You Should Be Playing…
Lords of Gossamer and Shadow
Torchlight flickers but never truly fades in this stretch of the Grand Stair, and the sounds of footfall on the tiled floor echo in the distance. The names of the subway stations have long since faded away, if they were ever written to begin with. Just another echo of a gossamer world, stretching out like a thread through the darkness of shadow, and the hounds are in hot pursuit. You pass by closed doors, similar but different in ways the uninitiated cannot quite smell, looking for the right one. You bend your will to push your pursuers away while propelling yourself forward in a run. Your legs are strong, but on the Grand Stair, it is not your muscles which will give out first.
You find the door marked with the scent of lilacs and licorice, skidding to a halt outside of it. You remove the key from your pocket as the footfalls grow louder, and it slides into the lock with a satisfying click. You knock three times, turn the key and put your shoulder into the Door as it swings open. There is only darkness on the other side, refusing stubbornly to be lightened by the ghost of torchlight from the subway tunnel beyond. It was not supposed to be dark, but it is too late to second guess. The Hounds are near enough that the smell between sulfur and turpentine has wormed its way into your nostrils, and you are not in a place to stand and fight. The only way out is through. You step over the threshold and into whatever danger the next world holds.
Lords of Gossamer and Shadow is a high fantasy game of multiple worlds, questionable allegiances, and personal danger. Written by Jason Durall and released in 2013 by Rite Publishing, Lords of Gossamer and Shadow is the spiritual successor the award-winning Amber Diceless Roleplaying Game, using most of the same system in a nearly compatible setting to Amber’s sweeping multiverse.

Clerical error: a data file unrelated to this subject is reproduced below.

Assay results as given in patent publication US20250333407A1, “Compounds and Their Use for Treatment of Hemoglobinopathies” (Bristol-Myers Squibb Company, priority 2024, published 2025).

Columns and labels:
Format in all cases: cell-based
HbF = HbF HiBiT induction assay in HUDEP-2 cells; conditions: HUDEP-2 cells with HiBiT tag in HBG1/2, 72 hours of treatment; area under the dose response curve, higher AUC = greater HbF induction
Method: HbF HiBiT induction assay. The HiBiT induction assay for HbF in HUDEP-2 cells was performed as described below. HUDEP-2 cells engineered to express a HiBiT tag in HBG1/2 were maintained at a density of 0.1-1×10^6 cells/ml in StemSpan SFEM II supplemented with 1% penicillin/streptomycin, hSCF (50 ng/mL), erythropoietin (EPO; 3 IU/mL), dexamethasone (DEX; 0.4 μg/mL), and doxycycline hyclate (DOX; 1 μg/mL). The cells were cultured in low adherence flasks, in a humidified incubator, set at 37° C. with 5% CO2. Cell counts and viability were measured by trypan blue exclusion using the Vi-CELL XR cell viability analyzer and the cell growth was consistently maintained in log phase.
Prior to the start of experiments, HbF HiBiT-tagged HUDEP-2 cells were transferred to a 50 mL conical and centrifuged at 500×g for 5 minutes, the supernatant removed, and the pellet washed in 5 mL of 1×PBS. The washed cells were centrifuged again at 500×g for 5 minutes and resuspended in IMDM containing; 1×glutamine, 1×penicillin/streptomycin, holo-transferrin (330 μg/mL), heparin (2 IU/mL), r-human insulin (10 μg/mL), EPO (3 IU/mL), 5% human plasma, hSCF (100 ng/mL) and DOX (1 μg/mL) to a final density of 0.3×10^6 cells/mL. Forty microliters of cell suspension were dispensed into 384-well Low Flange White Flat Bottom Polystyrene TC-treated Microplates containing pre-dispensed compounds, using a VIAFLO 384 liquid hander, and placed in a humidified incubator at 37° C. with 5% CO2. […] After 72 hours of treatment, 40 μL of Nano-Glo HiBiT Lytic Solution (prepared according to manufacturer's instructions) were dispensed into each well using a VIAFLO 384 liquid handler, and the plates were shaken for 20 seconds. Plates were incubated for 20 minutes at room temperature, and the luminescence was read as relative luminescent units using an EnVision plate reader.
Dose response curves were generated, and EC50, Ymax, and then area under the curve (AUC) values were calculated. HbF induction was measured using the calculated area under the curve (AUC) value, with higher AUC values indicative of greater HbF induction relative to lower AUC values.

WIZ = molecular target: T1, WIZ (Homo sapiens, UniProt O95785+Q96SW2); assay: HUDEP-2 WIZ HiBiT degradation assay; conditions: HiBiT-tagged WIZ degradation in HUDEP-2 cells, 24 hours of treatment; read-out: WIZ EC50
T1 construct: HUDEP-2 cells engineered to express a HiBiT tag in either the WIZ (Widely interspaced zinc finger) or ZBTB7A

Lords of Gossamer and Shadow was originally one of Rite Publishing’s Patronage products, allowing interested gamers to invest in a product and participate in its design process. In many ways, Rite Publishing’s Patronage system served as a predecessor to crowdfunding methods, and Lords of Gossamer and Shadow is one of Rite Publishing’s truly successful games using that model. The core book is currently available in PDF and Print on Demand at DriveThruRPG, with several PDF supplements having already been released or in development.
Lords of Gossamer and Shadow is also a full rebuild of the Diceless Role-Playing System with recognition of a modern gaming aesthetic. Splitting from Amber DRPG’s license, Gossamer presents a new fantasy game married to an intricate and expansive setting nearly unlike any other currently available. In many ways, it has taken everything good about the Amber DRPG and removed much of the baggage weighing it down. Taking the root of Amber’s narrative interaction system of resolution, Lords of Gossamer and Shadow has placed restrictions and definitions where it was needed while removing them from where they were not. The result is a superior game to Amber in nearly every aspect, taking a much loved game that had begun to show its age, tuning it up and making it appealing to new audiences. Lords of Gossamer and Shadow has made high fantasy intrigue and strangeness sexy again, and it has redefined the world of diceless roleplaying in the process.
In Lords of Gossamer and Shadow, players take on the role of the titular sovereigns of Gossamer in a vast multiverse containing uncountable worlds of possibility. Having originated from one of these worlds, you play a person who found their way onto the Grand Stair that stretches between them through the void of Shadow. Passing through a Door onto the Grand Stair has changed the character, empowering them and making them capable of shaping Gossamer through their will. They are stronger, faster, and all around more important than when they left. Thrust into the mysteries of the Gossamer worlds, they are free to seek their own destiny across possibility, with only their fellow Lord and Ladies of Gossamer as their competition. The worlds of Gossamer are far from safe, however, and there are many threats lurking in the depths of Shadow and the Grand Stair.